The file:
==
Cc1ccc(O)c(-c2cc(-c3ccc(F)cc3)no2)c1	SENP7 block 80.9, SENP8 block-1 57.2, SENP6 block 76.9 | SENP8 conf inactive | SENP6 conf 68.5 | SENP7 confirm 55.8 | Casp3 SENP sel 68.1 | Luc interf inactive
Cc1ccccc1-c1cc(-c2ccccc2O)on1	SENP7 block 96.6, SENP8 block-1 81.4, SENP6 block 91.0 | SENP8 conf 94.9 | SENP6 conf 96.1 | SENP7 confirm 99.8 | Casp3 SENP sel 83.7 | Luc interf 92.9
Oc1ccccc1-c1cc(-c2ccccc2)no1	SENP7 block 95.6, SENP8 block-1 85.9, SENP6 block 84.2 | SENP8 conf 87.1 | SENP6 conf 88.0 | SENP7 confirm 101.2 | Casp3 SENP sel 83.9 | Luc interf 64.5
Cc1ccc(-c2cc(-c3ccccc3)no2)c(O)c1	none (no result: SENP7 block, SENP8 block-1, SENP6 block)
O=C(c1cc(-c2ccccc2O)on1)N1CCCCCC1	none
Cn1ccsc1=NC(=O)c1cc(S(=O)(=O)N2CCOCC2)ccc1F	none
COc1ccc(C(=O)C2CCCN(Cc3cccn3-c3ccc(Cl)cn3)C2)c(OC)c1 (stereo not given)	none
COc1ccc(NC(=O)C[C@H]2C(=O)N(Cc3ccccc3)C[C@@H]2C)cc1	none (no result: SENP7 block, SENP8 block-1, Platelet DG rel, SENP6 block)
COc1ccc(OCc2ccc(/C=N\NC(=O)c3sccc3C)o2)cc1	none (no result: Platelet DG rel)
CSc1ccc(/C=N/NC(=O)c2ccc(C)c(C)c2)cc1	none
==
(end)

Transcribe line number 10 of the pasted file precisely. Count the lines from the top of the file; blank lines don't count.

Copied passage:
CSc1ccc(/C=N/NC(=O)c2ccc(C)c(C)c2)cc1	none